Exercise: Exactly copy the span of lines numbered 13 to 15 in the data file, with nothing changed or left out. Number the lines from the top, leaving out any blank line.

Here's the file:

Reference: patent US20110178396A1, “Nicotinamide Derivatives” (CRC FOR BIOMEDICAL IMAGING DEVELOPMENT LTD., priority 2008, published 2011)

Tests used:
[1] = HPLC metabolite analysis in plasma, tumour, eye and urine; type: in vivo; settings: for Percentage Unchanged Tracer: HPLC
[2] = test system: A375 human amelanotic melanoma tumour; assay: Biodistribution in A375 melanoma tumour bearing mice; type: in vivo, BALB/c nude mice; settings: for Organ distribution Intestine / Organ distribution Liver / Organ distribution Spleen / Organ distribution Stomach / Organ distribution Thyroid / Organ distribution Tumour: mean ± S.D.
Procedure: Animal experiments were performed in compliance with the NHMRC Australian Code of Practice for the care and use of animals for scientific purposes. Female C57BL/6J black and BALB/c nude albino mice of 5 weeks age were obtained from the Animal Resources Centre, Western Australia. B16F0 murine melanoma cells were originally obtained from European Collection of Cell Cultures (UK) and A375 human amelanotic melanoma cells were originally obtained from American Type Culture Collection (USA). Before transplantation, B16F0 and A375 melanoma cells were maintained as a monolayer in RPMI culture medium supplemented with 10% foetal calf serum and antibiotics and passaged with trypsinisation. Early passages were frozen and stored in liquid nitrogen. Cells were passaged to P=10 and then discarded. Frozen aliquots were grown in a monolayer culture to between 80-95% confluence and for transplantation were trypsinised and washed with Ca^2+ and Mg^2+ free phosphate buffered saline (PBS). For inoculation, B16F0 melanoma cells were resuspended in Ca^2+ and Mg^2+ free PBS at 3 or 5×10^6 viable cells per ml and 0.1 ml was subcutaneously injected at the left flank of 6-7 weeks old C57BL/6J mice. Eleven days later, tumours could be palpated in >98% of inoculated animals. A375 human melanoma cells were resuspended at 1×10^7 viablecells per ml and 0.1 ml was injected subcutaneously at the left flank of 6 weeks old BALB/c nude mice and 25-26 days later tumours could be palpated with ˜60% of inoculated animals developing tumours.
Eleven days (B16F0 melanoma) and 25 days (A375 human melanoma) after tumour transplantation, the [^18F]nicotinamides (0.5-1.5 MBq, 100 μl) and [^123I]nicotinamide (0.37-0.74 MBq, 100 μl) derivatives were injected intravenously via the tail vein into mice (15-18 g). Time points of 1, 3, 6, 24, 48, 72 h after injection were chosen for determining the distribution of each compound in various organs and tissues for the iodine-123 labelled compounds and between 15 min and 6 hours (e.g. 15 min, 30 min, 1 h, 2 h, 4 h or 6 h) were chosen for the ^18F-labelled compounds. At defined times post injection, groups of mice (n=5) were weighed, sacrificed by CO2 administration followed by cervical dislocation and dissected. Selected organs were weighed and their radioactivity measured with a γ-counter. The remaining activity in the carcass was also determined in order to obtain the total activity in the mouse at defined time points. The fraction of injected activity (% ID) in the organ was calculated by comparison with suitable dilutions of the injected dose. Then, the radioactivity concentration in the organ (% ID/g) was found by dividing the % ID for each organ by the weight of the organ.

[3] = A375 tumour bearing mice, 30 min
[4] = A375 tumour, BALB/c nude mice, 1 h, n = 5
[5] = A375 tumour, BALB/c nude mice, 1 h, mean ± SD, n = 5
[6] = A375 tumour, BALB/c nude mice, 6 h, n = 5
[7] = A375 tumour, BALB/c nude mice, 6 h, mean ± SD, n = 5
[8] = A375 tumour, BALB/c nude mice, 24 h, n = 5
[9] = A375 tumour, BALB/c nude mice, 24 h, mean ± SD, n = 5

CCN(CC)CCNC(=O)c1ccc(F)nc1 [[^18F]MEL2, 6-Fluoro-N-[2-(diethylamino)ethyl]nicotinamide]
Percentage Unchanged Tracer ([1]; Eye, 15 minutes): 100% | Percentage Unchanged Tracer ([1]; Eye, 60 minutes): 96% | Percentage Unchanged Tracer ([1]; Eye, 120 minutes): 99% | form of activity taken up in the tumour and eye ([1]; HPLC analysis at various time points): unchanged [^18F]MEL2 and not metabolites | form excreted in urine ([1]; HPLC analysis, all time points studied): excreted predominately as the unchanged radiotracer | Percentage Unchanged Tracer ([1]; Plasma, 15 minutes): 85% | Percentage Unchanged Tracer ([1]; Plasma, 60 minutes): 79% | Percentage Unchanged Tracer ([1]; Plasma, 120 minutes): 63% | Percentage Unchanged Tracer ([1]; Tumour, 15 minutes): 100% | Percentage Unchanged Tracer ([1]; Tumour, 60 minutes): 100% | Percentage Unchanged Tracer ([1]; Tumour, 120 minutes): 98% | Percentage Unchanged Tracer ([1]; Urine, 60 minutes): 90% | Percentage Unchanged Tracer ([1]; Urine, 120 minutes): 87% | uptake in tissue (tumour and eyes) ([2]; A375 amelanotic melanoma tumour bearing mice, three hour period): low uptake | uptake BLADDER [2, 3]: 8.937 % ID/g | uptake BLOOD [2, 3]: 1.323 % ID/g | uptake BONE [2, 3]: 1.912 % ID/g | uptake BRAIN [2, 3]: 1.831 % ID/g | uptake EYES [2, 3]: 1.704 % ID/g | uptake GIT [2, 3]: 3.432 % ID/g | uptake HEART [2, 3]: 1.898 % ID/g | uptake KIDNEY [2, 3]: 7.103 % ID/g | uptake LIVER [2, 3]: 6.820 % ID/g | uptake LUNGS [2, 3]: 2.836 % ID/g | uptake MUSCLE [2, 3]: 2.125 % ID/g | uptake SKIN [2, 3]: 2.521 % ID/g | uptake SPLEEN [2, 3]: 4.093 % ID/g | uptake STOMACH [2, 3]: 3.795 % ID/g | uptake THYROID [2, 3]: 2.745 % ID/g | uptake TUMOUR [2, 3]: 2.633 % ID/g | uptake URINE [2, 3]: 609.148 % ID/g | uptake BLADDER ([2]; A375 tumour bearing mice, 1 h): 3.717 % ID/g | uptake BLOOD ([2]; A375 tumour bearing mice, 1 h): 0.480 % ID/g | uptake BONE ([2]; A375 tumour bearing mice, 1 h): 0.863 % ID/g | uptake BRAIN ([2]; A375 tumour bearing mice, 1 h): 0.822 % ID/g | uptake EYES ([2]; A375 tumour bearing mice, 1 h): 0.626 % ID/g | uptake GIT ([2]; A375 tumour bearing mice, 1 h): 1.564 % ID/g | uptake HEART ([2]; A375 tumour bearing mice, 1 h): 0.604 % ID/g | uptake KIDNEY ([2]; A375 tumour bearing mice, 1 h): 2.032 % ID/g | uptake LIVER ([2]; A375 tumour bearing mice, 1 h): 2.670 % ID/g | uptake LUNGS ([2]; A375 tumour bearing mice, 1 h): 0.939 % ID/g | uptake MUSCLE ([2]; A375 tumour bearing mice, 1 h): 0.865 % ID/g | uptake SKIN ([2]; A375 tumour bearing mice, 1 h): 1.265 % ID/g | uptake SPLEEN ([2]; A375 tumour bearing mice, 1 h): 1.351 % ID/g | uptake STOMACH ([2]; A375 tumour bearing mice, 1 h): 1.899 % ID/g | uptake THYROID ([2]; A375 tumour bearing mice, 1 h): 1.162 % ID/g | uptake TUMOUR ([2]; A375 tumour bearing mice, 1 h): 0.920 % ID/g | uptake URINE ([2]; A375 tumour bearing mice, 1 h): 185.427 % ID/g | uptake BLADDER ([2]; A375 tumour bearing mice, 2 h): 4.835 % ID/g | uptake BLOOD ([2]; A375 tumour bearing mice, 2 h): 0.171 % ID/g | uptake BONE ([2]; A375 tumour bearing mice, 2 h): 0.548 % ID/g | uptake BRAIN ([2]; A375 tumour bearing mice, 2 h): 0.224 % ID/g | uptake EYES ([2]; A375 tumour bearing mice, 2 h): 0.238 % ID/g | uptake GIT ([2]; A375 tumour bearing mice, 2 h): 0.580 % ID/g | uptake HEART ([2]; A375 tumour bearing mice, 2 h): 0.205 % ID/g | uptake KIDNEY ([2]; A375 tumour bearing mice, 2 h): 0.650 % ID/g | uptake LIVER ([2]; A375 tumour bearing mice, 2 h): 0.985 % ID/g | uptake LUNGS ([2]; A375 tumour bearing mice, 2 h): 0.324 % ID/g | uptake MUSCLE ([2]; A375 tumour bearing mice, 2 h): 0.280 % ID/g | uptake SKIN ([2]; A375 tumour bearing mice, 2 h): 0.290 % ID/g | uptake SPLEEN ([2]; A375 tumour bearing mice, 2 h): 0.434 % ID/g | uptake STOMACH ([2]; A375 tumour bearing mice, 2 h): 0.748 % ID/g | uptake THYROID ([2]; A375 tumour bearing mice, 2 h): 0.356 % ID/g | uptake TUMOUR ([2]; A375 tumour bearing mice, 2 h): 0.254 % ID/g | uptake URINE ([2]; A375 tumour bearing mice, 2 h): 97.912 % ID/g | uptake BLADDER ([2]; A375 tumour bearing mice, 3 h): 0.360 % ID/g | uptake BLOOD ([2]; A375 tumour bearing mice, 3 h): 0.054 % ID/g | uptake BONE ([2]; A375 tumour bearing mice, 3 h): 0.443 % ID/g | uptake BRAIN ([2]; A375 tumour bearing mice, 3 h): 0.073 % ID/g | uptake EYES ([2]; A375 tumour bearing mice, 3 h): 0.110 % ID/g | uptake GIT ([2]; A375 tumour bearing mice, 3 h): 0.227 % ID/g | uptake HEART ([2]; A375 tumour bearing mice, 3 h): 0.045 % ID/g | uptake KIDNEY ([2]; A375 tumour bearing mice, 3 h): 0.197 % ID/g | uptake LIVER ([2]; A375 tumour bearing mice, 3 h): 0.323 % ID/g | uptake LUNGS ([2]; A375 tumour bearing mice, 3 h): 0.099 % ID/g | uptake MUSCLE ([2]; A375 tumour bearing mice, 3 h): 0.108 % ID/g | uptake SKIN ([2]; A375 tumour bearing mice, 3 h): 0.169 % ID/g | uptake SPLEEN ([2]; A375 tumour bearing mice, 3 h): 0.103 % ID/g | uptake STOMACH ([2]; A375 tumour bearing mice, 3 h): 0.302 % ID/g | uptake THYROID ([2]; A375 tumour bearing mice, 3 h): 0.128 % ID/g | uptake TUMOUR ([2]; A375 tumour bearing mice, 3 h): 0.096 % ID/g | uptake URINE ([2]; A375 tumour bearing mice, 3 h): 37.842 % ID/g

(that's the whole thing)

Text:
[9] = A375 tumour, BALB/c nude mice, 24 h, mean ± SD, n = 5

CCN(CC)CCNC(=O)c1ccc(F)nc1 [[^18F]MEL2, 6-Fluoro-N-[2-(diethylamino)ethyl]nicotinamide]
Percentage Unchanged Tracer ([1]; Eye, 15 minutes): 100% | Percentage Unchanged Tracer ([1]; Eye, 60 minutes): 96% | Percentage Unchanged Tracer ([1]; Eye, 120 minutes): 99% | form of activity taken up in the tumour and eye ([1]; HPLC analysis at various time points): unchanged [^18F]MEL2 and not metabolites | form excreted in urine ([1]; HPLC analysis, all time points studied): excreted predominately as the unchanged radiotracer | Percentage Unchanged Tracer ([1]; Plasma, 15 minutes): 85% | Percentage Unchanged Tracer ([1]; Plasma, 60 minutes): 79% | Percentage Unchanged Tracer ([1]; Plasma, 120 minutes): 63% | Percentage Unchanged Tracer ([1]; Tumour, 15 minutes): 100% | Percentage Unchanged Tracer ([1]; Tumour, 60 minutes): 100% | Percentage Unchanged Tracer ([1]; Tumour, 120 minutes): 98% | Percentage Unchanged Tracer ([1]; Urine, 60 minutes): 90% | Percentage Unchanged Tracer ([1]; Urine, 120 minutes): 87% | uptake in tissue (tumour and eyes) ([2]; A375 amelanotic melanoma tumour bearing mice, three hour period): low uptake | uptake BLADDER [2, 3]: 8.937 % ID/g | uptake BLOOD [2, 3]: 1.323 % ID/g | uptake BONE [2, 3]: 1.912 % ID/g | uptake BRAIN [2, 3]: 1.831 % ID/g | uptake EYES [2, 3]: 1.704 % ID/g | uptake GIT [2, 3]: 3.432 % ID/g | uptake HEART [2, 3]: 1.898 % ID/g | uptake KIDNEY [2, 3]: 7.103 % ID/g | uptake LIVER [2, 3]: 6.820 % ID/g | uptake LUNGS [2, 3]: 2.836 % ID/g | uptake MUSCLE [2, 3]: 2.125 % ID/g | uptake SKIN [2, 3]: 2.521 % ID/g | uptake SPLEEN [2, 3]: 4.093 % ID/g | uptake STOMACH [2, 3]: 3.795 % ID/g | uptake THYROID [2, 3]: 2.745 % ID/g | uptake TUMOUR [2, 3]: 2.633 % ID/g | uptake URINE [2, 3]: 609.148 % ID/g | uptake BLADDER ([2]; A375 tumour bearing mice, 1 h): 3.717 % ID/g | uptake BLOOD ([2]; A375 tumour bearing mice, 1 h): 0.480 % ID/g | uptake BONE ([2]; A375 tumour bearing mice, 1 h): 0.863 % ID/g | uptake BRAIN ([2]; A375 tumour bearing mice, 1 h): 0.822 % ID/g | uptake EYES ([2]; A375 tumour bearing mice, 1 h): 0.626 % ID/g | uptake GIT ([2]; A375 tumour bearing mice, 1 h): 1.564 % ID/g | uptake HEART ([2]; A375 tumour bearing mice, 1 h): 0.604 % ID/g | uptake KIDNEY ([2]; A375 tumour bearing mice, 1 h): 2.032 % ID/g | uptake LIVER ([2]; A375 tumour bearing mice, 1 h): 2.670 % ID/g | uptake LUNGS ([2]; A375 tumour bearing mice, 1 h): 0.939 % ID/g | uptake MUSCLE ([2]; A375 tumour bearing mice, 1 h): 0.865 % ID/g | uptake SKIN ([2]; A375 tumour bearing mice, 1 h): 1.265 % ID/g | uptake SPLEEN ([2]; A375 tumour bearing mice, 1 h): 1.351 % ID/g | uptake STOMACH ([2]; A375 tumour bearing mice, 1 h): 1.899 % ID/g | uptake THYROID ([2]; A375 tumour bearing mice, 1 h): 1.162 % ID/g | uptake TUMOUR ([2]; A375 tumour bearing mice, 1 h): 0.920 % ID/g | uptake URINE ([2]; A375 tumour bearing mice, 1 h): 185.427 % ID/g | uptake BLADDER ([2]; A375 tumour bearing mice, 2 h): 4.835 % ID/g | uptake BLOOD ([2]; A375 tumour bearing mice, 2 h): 0.171 % ID/g | uptake BONE ([2]; A375 tumour bearing mice, 2 h): 0.548 % ID/g | uptake BRAIN ([2]; A375 tumour bearing mice, 2 h): 0.224 % ID/g | uptake EYES ([2]; A375 tumour bearing mice, 2 h): 0.238 % ID/g | uptake GIT ([2]; A375 tumour bearing mice, 2 h): 0.580 % ID/g | uptake HEART ([2]; A375 tumour bearing mice, 2 h): 0.205 % ID/g | uptake KIDNEY ([2]; A375 tumour bearing mice, 2 h): 0.650 % ID/g | uptake LIVER ([2]; A375 tumour bearing mice, 2 h): 0.985 % ID/g | uptake LUNGS ([2]; A375 tumour bearing mice, 2 h): 0.324 % ID/g | uptake MUSCLE ([2]; A375 tumour bearing mice, 2 h): 0.280 % ID/g | uptake SKIN ([2]; A375 tumour bearing mice, 2 h): 0.290 % ID/g | uptake SPLEEN ([2]; A375 tumour bearing mice, 2 h): 0.434 % ID/g | uptake STOMACH ([2]; A375 tumour bearing mice, 2 h): 0.748 % ID/g | uptake THYROID ([2]; A375 tumour bearing mice, 2 h): 0.356 % ID/g | uptake TUMOUR ([2]; A375 tumour bearing mice, 2 h): 0.254 % ID/g | uptake URINE ([2]; A375 tumour bearing mice, 2 h): 97.912 % ID/g | uptake BLADDER ([2]; A375 tumour bearing mice, 3 h): 0.360 % ID/g | uptake BLOOD ([2]; A375 tumour bearing mice, 3 h): 0.054 % ID/g | uptake BONE ([2]; A375 tumour bearing mice, 3 h): 0.443 % ID/g | uptake BRAIN ([2]; A375 tumour bearing mice, 3 h): 0.073 % ID/g | uptake EYES ([2]; A375 tumour bearing mice, 3 h): 0.110 % ID/g | uptake GIT ([2]; A375 tumour bearing mice, 3 h): 0.227 % ID/g | uptake HEART ([2]; A375 tumour bearing mice, 3 h): 0.045 % ID/g | uptake KIDNEY ([2]; A375 tumour bearing mice, 3 h): 0.197 % ID/g | uptake LIVER ([2]; A375 tumour bearing mice, 3 h): 0.323 % ID/g | uptake LUNGS ([2]; A375 tumour bearing mice, 3 h): 0.099 % ID/g | uptake MUSCLE ([2]; A375 tumour bearing mice, 3 h): 0.108 % ID/g | uptake SKIN ([2]; A375 tumour bearing mice, 3 h): 0.169 % ID/g | uptake SPLEEN ([2]; A375 tumour bearing mice, 3 h): 0.103 % ID/g | uptake STOMACH ([2]; A375 tumour bearing mice, 3 h): 0.302 % ID/g | uptake THYROID ([2]; A375 tumour bearing mice, 3 h): 0.128 % ID/g | uptake TUMOUR ([2]; A375 tumour bearing mice, 3 h): 0.096 % ID/g | uptake URINE ([2]; A375 tumour bearing mice, 3 h): 37.842 % ID/g